Wednesday, March 21, 2018

carrying a tent peg through the wilderness

The Word for today:
Numbers 18:8-19:22
mark this:
The Merarites are to carry the frames of the tabernacle, its crossbars, posts and bases, as well as the posts of the surrounding courtyard with their bases, tent pegs, ropes, all their equipment and everything related to their use. Assign to each man the specific things he is to carry. (Numbers 4:29-32)
The Ark of the Covenant was a wooden box, completely covered with gleaming gold. It was not big—about 4’ x 2’. It was not to be touched by human hands, so whenever Israel traveled, four men (two on each side) placed poles, inserted through rings on the ark’s corners, on their shoulders as they marched.
The ark went first, leading the entire national procession by perhaps 1000 meters as Israel followed the pillar of cloud/fire through the wilderness.
So if you were one of the four ark carriers, you were a very big deal in the ‘hood. No doubt the ladies fawned over these ark carriers, who were (literally) 1 in a million.
As explained below, only a man from the Kohathite Division of the Tribe of Levi would be chosen for such a plum position. So what did the rest of the Levites carry through the wilderness? Here, briefly, is the answer:
Aaron and his sons were the only persons allowed to directly touch the items inside the Tabernacle. They prepared the furnishings for transport.
The rest of the Tribe of Levi were divided into three divisions, named after Levi’s three sons:
The Gershonites carried the curtains of the Tabernacle, the tent with its covering, and the screens for the entrances.

The Kohathites
 (among whom were the four assigned to the ark) carried the ark, the table, the lampstand, the altars, and the various vessels.
The Merarites carried the frames of the tabernacle, its bars, pillars, bases, pegs, and cords.
If you were a Merarite, you were never going to the front of the procession, there to be admired as the reflection from the setting sun or the pillar of fire set the golden ark aglow.
If you were a Merarite, it was your lot in life to carry a tent peg. Which, of course, did not set hearts aflutter. But you soldiered on because you were a Merarite and that tent peg was your mission and ministry.
God’s people are not separated into divisions today, but many of us are, functionally, Merarites carrying a tent peg through the wilderness.
Whatever your function might be in God’s program today, carry it out with passion, verve, style, and aplomb. God never ranks the parts of his body, the church. He doesn’t rank the pastor ahead of the guy who organizes the parking lot brigade; he doesn’t rank the cool guy on lead guitar in front of the ladies who clean up after the banquet.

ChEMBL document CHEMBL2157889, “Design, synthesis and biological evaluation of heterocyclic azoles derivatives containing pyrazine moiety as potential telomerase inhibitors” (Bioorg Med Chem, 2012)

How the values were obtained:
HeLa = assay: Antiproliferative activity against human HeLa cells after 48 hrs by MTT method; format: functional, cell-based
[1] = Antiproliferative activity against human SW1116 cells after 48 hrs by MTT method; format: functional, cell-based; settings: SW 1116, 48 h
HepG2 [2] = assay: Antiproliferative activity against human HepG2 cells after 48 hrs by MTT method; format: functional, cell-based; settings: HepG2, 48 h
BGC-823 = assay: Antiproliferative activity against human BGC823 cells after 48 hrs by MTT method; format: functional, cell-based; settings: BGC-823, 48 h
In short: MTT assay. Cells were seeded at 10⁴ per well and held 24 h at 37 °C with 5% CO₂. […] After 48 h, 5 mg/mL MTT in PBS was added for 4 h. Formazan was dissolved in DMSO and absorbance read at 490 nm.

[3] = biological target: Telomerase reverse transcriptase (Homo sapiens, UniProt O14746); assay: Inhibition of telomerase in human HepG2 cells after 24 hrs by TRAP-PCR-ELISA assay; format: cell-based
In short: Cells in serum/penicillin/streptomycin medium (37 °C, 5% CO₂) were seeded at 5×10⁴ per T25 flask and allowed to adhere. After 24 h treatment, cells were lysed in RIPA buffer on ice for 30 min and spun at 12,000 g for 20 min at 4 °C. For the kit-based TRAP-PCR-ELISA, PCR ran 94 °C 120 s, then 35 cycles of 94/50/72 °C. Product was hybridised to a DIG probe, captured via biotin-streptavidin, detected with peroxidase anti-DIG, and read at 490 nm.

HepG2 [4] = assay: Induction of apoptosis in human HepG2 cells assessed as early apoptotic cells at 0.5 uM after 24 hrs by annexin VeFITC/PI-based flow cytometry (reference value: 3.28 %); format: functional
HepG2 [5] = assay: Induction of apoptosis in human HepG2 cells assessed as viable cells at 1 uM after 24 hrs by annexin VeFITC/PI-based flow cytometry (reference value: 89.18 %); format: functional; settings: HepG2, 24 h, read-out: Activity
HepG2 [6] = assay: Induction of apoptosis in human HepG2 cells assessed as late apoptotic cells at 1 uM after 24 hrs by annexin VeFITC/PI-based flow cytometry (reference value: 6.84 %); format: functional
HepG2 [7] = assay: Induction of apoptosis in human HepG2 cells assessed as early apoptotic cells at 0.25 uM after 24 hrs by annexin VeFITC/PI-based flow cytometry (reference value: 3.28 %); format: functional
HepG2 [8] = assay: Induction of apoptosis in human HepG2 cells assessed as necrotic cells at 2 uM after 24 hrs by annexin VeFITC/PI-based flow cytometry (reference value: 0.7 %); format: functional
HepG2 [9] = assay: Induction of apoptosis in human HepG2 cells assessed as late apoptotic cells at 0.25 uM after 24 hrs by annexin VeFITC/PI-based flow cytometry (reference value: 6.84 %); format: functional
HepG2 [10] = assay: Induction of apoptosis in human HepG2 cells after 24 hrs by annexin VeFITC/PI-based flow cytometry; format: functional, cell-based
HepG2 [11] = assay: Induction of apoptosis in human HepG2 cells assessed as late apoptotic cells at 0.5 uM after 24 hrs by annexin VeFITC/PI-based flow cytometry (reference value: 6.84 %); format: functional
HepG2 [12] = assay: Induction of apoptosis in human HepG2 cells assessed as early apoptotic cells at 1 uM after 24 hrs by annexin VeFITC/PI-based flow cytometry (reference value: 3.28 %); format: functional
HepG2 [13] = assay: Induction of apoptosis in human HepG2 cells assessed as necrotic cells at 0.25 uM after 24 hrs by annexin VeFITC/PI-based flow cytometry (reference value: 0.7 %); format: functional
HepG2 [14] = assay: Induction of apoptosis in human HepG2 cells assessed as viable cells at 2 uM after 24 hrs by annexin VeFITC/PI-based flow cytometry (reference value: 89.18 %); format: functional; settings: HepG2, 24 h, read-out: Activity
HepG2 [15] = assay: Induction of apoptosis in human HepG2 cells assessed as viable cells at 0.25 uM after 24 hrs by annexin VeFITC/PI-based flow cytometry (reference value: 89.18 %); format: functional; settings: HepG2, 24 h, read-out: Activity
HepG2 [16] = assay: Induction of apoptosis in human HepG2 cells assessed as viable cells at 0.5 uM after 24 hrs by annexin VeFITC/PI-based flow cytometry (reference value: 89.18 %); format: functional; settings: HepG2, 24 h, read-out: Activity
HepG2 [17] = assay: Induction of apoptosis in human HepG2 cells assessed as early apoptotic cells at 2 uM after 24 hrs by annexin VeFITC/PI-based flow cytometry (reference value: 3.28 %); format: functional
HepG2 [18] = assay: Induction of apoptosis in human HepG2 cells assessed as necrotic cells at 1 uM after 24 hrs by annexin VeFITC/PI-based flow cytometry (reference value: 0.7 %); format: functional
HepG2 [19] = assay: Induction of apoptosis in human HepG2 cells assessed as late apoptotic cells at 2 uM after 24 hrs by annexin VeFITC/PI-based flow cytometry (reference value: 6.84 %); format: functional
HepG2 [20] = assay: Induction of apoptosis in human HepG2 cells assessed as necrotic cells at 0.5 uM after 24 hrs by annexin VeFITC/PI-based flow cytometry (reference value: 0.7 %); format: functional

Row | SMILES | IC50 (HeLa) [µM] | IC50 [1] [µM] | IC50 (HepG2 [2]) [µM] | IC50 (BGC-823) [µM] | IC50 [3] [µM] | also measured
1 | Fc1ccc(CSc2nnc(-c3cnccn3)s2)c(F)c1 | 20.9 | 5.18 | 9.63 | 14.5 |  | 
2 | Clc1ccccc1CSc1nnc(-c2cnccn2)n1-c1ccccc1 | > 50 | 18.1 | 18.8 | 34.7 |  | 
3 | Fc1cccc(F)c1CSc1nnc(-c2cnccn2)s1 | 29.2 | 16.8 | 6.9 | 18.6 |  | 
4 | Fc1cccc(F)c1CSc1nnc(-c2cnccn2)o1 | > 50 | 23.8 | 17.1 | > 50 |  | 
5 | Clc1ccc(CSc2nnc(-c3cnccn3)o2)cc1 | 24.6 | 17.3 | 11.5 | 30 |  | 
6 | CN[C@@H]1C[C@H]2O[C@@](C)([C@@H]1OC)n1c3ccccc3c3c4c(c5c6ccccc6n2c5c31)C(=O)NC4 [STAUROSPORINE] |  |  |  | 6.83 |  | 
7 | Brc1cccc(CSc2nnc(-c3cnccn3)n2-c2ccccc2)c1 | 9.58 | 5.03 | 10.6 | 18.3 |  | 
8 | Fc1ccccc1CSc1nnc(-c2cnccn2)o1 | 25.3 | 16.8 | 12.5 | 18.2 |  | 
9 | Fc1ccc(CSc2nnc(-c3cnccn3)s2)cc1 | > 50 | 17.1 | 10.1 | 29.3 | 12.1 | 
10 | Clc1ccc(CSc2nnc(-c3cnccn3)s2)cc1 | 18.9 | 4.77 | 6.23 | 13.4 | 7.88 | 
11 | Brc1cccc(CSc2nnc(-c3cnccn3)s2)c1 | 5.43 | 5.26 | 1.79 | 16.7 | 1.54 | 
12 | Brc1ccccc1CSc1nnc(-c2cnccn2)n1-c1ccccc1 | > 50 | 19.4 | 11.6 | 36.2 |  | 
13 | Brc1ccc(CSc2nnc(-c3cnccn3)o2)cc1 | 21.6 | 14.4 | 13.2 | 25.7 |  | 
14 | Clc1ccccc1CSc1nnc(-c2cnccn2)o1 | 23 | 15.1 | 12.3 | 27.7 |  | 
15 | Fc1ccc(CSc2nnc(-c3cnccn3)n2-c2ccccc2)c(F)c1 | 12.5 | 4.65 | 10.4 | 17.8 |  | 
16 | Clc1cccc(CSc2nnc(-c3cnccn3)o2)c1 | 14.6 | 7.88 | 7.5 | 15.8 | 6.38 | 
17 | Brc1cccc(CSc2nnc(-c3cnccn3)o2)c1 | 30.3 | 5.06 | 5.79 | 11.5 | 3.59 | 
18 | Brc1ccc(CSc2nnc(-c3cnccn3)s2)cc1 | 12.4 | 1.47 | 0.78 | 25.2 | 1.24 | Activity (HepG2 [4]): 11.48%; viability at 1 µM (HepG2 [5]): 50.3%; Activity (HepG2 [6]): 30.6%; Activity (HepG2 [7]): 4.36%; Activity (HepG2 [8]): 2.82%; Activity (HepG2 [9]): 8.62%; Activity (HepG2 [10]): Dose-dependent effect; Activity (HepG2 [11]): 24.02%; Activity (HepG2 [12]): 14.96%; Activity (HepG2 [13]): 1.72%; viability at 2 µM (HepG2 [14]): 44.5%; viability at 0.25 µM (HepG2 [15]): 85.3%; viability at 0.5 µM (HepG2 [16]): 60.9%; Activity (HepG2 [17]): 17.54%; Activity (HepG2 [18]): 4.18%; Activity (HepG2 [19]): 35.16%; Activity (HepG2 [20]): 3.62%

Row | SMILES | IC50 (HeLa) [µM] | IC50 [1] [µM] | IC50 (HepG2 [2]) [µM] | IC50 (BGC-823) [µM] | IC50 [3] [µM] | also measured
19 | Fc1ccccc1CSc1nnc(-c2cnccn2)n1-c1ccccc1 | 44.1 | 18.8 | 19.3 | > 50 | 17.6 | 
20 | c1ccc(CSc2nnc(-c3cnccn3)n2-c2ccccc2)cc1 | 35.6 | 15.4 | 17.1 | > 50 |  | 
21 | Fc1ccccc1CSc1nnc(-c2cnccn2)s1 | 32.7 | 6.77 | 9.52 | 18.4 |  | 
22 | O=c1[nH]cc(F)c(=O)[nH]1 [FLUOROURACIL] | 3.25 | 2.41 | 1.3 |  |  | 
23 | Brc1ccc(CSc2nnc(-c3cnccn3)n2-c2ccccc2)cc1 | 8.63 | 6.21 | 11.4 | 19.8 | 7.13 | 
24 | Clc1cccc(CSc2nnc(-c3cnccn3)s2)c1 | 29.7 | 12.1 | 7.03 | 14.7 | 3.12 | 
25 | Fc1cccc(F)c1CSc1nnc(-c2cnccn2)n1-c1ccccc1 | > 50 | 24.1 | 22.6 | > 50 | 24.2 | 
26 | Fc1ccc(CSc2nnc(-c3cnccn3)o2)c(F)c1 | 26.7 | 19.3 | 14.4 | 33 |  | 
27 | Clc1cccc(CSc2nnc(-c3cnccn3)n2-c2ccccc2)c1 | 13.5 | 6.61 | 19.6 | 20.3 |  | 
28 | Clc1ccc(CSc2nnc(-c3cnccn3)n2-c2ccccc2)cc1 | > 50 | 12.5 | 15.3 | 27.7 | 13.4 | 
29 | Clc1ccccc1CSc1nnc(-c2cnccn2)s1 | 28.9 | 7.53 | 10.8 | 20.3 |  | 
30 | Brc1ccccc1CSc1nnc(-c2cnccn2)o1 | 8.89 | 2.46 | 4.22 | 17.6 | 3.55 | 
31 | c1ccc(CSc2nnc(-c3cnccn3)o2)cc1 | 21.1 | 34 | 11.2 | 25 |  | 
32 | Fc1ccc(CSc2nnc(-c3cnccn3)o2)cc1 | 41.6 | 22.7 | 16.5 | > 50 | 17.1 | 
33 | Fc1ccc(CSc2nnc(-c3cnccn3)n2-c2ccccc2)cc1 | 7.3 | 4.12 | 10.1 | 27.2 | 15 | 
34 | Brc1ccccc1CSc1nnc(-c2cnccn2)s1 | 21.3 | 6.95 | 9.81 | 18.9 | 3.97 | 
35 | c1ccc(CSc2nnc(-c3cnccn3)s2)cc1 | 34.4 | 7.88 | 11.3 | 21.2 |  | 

God has ordained a chain of command, but not a system of rank. He went out of his way in the New Testament to tell us that the body needs every part as much as any part:
The eye cannot say to the hand, "I don't need you!" And the head cannot say to the feet, "I don't need you!" On the contrary, those parts of the body that seem to be weaker are indispensable, and the parts that we think are less honorable we treat with special honor. And the parts that are unpresentable are treated with special modesty, while our presentable parts need no special treatment. But God has combined the members of the body and has given greater honor to the parts that lacked it. (1Corinthians 12:21-24)
In the Old Testament, God wants us to see that the shimmering ark and the seldom-noticed tent peg are both, in important ways, prophetic pictures of the great Christ to come:
From Judah will come the cornerstone,
from him the tent peg,
from him the battle bow,
from him every ruler. (Zechariah 10:4)
I will place on his shoulder the key to the house of David; what he opens no one can shut, and what he shuts no one can open.
I will drive him like a peg into a firm place; he will be a seat of honor for the house of his father.
All the glory of his family will hang on him. (Isaiah 22:22-24; cf. Revelation 3:7)
God might have given you a public pulpit or platform. He might have placed you way out in front of the parade.
On the other hand, He might have made you a “Merarite.” Maybe you’re a Mom whose sole mission is to tell your only child the saving story of Jesus. Or maybe you’re the guy who has to constantly deal with that balky old furnace which your church can’t afford to replace.
Until the twelfth of Forever, we will not know how our role relates to the whole. So until then, let’s be marvelous Merarites on our missions from God. Let’s park those cars, write these blogs, clean those tables, fix that furnace, and tell God’s great Story as if the whole Tent is upheld by the single peg God gave us to carry.

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